Furthermore, both Latin/Romance and English prepositional infinitives are the results of morphophonological erosion in the nominal paradigm, since the Germanic dative ending –enne following OE to is argued to be obsolete in OE (Los 2005:3-5) and the Romance infinitive, in contrast to Latin gerund/gerundive, likewise does not inflect for morphological case. In both cases, the nominal properties of the clausal complement are practically eliminated, which severely weakens the agreement between the preposition and its nominal complement (Roberts and Roussou 2003:105), which leads to their reanalysis as non-finite clauses. Furthermore, Latin/Romance de-infinitives represent a new pathway of syntactic change since, in contrast to English to-infinitives and Latin/Romance ad-infinitives, Latin/Romance de does not express purpose but is more semantically general in expressing the content of propositions, which not only yields its wider distribution in Romance but also reveals two distinct types of non-finite complementisers, one more purpose-oriented (to/ad), the other more neutral (de). Since non-finite complementisers are traditionally held to be low in the cartography of C-elements (Rizzi 1997), it may be argued that there are two functional projections in the non-finite domain (Mrealis/Mirrealis), which parallels the dual complementiser system in Romance finite complementation (Ledgeway 2012b). The Latin/Romance evidence, therefore, reveals a more sophisticated C-system, especially in the non-finite domain.


The use of Latin prepositional gerund/gerundive represents a new topic in Latin/Romance historical syntax which opens up many new avenues to the formation of Romance non-finite complementation, since although prepositional infinitives, which are plentiful in Romance, are not attested in Latin, their historical structural equivalents, namely Latin the prepositional gerund/gerundive, are widely attested in examples where they are re-analysable as clausal complements. It is therefore possible to account for the pan-Romance distribution of prepositional infinitives by expanding our search and analysis to Latin prepositional gerunds/gerundives.


Beardsley, Winfred, A., 1921, Infinitive Constructions in Old Spanish, New York, Columbia University Press.

Diez, Frédéric, 1876, Grammaire des Langues Romanes, vol III. 3rd ed, Paris, Libraire-Éditeur.

Harris, Martin, 1978, The evolution of French syntax: a comparative approach, London, Longman.

Johndal, M. (2012): Non-finiteness in Latin. DPhil dissertation, University of Cambridge.

Ledgeway, A. (2012a): From Latin to Romance: Morphosyntactic Typolog and Change. Oxford: Oxford University Press.

Ledgeway, A. N. (2012b): ‘La sopravvivenza del Sistema dei doppi complementatori nei dialetti meridionali’, in Del Puente, P. (ed): Atti del II Convegno internazionale di dialettologia-Progetto A.L.Ba. Rionero in Vulture: Calice, pp. 151-176.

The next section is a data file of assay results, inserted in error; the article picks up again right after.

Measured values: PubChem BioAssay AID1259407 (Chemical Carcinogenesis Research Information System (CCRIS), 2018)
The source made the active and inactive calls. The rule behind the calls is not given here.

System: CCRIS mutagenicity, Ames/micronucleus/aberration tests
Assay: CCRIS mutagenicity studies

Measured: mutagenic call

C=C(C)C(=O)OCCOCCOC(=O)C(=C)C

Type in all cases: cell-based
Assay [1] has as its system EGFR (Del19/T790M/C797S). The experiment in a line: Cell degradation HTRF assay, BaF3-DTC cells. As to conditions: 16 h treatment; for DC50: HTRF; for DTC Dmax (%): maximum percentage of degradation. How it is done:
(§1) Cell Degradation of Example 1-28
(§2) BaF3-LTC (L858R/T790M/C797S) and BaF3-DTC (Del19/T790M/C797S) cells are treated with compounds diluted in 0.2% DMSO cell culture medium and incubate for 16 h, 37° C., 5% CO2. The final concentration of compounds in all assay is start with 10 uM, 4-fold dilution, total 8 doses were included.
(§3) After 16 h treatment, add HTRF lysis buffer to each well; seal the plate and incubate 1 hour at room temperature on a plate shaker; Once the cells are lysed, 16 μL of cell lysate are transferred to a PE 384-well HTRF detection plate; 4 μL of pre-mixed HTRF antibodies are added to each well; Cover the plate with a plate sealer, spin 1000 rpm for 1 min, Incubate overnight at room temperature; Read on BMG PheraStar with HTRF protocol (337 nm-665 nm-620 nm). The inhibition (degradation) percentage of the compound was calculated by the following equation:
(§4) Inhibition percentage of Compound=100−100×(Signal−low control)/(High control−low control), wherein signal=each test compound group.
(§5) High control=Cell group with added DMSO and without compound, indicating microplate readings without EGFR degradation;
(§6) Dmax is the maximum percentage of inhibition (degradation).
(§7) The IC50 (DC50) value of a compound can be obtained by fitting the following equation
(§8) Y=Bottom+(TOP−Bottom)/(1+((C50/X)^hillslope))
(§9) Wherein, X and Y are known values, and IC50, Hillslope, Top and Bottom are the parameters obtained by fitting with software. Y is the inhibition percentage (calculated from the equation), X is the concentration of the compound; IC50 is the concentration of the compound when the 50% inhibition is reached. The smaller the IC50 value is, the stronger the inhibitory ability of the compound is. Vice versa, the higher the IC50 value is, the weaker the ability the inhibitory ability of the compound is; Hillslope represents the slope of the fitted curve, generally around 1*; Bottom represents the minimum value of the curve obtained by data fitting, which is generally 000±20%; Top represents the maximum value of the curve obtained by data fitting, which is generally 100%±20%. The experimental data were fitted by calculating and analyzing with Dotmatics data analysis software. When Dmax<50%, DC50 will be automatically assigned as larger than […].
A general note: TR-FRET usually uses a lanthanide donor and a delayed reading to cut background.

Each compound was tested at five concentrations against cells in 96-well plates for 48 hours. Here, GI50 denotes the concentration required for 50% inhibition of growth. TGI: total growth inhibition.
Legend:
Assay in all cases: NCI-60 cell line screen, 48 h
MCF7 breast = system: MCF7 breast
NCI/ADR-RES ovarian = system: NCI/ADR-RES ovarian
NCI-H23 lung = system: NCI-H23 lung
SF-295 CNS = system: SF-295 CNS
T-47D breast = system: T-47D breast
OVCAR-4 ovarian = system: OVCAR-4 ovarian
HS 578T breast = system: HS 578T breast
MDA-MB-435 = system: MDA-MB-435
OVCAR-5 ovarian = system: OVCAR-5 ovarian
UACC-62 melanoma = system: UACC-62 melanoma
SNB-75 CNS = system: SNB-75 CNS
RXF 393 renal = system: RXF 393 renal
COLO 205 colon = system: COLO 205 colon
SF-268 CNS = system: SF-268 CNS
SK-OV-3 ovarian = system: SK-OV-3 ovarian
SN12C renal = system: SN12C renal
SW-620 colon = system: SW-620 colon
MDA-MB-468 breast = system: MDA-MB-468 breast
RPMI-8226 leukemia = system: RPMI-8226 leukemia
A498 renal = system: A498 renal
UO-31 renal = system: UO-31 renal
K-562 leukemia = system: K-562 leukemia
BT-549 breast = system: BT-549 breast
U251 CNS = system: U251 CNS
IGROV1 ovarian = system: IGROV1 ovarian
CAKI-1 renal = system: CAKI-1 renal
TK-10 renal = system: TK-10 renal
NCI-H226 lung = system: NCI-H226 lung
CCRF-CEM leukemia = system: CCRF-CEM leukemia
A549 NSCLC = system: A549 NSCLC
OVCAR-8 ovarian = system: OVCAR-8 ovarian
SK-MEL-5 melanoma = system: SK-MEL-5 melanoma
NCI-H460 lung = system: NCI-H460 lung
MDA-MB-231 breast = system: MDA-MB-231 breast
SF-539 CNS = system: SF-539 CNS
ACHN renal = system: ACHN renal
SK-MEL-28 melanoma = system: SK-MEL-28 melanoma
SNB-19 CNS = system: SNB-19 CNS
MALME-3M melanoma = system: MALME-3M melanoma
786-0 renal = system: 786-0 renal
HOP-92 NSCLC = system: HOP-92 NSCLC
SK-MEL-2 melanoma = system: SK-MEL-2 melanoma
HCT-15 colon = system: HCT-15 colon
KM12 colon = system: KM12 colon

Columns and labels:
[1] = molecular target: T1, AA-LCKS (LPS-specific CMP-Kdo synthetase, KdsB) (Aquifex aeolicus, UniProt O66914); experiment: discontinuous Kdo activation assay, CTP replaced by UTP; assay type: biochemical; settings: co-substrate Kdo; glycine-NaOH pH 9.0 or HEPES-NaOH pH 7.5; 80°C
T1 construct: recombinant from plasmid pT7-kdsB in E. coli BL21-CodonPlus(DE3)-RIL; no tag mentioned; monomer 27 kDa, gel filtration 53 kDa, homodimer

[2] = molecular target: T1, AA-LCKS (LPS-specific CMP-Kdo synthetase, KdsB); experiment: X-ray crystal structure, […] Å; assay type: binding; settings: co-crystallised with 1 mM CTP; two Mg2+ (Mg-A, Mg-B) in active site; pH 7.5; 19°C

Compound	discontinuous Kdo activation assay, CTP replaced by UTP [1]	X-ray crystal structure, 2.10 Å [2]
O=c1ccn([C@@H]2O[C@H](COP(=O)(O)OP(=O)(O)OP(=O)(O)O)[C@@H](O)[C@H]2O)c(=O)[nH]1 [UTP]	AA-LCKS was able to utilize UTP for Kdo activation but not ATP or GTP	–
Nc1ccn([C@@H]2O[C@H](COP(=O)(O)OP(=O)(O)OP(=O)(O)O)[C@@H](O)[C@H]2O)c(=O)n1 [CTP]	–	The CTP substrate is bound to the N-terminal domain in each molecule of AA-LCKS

Los, Bettelou, 2005, The Rise of the To-infinitive, Oxford, Oxford University Press.

Meyer-Lübke, Wilhelm, 1900, Grammaire des Langues Romanes. Tome Troisième: Syntaxe, Paris,  H. Welter.

Panchón, Federico, 2003, ‘Les complétives en ut’. In: Bodelot, Colette, 2003, Grammaire Fondamentale du Latin. Tome X: Les propositions complétives en latin, Louvain/Paris/Dudley, Peeters: 335-481.

Reenan, Pieter, van. / Schøsler, Lene, 1993, ‘Les indices d’infinitif complément d’objet en ancien français’. In: Lorenzo, Ramón (ed), Actas do XIX Congreso Internacional de Lingüística e Filoloxía Románicas, Vol V, La Coruña: 523-545.

Rizzi, L. (1997): ‘The fine structure of the left periphery’, in Haegeman, L. Elements of Grammar, Netherlands: Kluwer Academic Publishers, pp. 281-337.

Roberts, I. and Roussou, A. (2003): Syntactic Change. A Minimalist approach to grammaticalization. Cambridge: Cambridge University Press.  

Schulte, Kim, 2007, Prepositional infinitives in Romance: a usage-based approach to syntactic change, Oxford, Peter Lang.

Vincent, Nigel, 1988, ‘Latin’. In: Vincent, Nigel / Harris, Martin (eds), The Romance Languages, London, Croom Helm: 26-78.

Vincent, Nigel, 1999, ‘Non-finite complementation in Latin and Romance’, Paper presented at the Indo-European Seminar, Department of Classics, University of Cambridge, October 1999.


Latin in Medieval Britain

by Richard K. Ashdowne (University of Oxford; Honorary Membership Secretary, PhilSoc)

Of the many languages in use in Britain in the middle ages, Latin is arguably the best attested and yet most overlooked. Not the native language of any of its users and employed especially—though certainly not exclusively—in written functions, Latin has tended to be the elephant in the room despite its indisputable importance for its users and their societies.

After the departure of the Roman legions from Britain, Latin’s continued use was by no means assured, but there is a continuous train of use down to the time of the Tudors and beyond. Over more than a thousand years British medieval Latin was employed for all manner of functions from accountancy to zoology.